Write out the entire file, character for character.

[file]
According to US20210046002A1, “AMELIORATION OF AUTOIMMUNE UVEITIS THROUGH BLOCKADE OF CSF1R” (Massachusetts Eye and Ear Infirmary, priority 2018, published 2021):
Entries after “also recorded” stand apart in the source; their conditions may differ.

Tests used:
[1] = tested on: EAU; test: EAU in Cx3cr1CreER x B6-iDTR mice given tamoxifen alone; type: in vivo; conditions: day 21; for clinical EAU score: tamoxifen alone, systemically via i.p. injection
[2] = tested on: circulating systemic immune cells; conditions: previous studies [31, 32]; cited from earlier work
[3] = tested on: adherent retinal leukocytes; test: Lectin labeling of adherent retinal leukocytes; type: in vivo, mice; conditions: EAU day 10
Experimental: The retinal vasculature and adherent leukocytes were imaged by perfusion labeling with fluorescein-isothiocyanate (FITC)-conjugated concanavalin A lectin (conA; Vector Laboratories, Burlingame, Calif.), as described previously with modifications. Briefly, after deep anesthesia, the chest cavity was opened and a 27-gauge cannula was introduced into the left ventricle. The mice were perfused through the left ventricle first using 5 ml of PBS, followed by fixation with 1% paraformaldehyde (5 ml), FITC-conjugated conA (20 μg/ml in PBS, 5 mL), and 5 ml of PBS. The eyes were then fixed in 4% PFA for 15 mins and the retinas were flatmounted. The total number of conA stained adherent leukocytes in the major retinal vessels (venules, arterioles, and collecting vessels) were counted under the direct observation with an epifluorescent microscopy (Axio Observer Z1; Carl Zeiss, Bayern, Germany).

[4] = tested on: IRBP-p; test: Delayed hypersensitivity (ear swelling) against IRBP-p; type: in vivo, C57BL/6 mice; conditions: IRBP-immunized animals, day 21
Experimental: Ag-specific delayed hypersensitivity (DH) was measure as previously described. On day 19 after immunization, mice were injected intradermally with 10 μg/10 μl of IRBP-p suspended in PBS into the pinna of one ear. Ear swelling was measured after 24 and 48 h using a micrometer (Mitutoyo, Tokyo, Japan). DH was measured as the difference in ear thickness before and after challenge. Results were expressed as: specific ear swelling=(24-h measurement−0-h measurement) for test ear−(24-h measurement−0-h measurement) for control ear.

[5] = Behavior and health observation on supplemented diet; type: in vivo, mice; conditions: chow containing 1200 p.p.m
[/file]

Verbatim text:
According to US20210046002A1, “AMELIORATION OF AUTOIMMUNE UVEITIS THROUGH BLOCKADE OF CSF1R” (Massachusetts Eye and Ear Infirmary, priority 2018, published 2021):
Entries after “also recorded” stand apart in the source; their conditions may differ.

Tests used:
[1] = tested on: EAU; test: EAU in Cx3cr1CreER x B6-iDTR mice given tamoxifen alone; type: in vivo; conditions: day 21; for clinical EAU score: tamoxifen alone, systemically via i.p. injection
[2] = tested on: circulating systemic immune cells; conditions: previous studies [31, 32]; cited from earlier work
[3] = tested on: adherent retinal leukocytes; test: Lectin labeling of adherent retinal leukocytes; type: in vivo, mice; conditions: EAU day 10
Experimental: The retinal vasculature and adherent leukocytes were imaged by perfusion labeling with fluorescein-isothiocyanate (FITC)-conjugated concanavalin A lectin (conA; Vector Laboratories, Burlingame, Calif.), as described previously with modifications. Briefly, after deep anesthesia, the chest cavity was opened and a 27-gauge cannula was introduced into the left ventricle. The mice were perfused through the left ventricle first using 5 ml of PBS, followed by fixation with 1% paraformaldehyde (5 ml), FITC-conjugated conA (20 μg/ml in PBS, 5 mL), and 5 ml of PBS. The eyes were then fixed in 4% PFA for 15 mins and the retinas were flatmounted. The total number of conA stained adherent leukocytes in the major retinal vessels (venules, arterioles, and collecting vessels) were counted under the direct observation with an epifluorescent microscopy (Axio Observer Z1; Carl Zeiss, Bayern, Germany).

[4] = tested on: IRBP-p; test: Delayed hypersensitivity (ear swelling) against IRBP-p; type: in vivo, C57BL/6 mice; conditions: IRBP-immunized animals, day 21
Experimental: Ag-specific delayed hypersensitivity (DH) was measure as previously described. On day 19 after immunization, mice were injected intradermally with 10 μg/10 μl of IRBP-p suspended in PBS into the pinna of one ear. Ear swelling was measured after 24 and 48 h using a micrometer (Mitutoyo, Tokyo, Japan). DH was measured as the difference in ear thickness before and after challenge. Results were expressed as: specific ear swelling=(24-h measurement−0-h measurement) for test ear−(24-h measurement−0-h measurement) for control ear.

[5] = Behavior and health observation on supplemented diet; type: in vivo, mice; conditions: chow containing 1200 p.p.m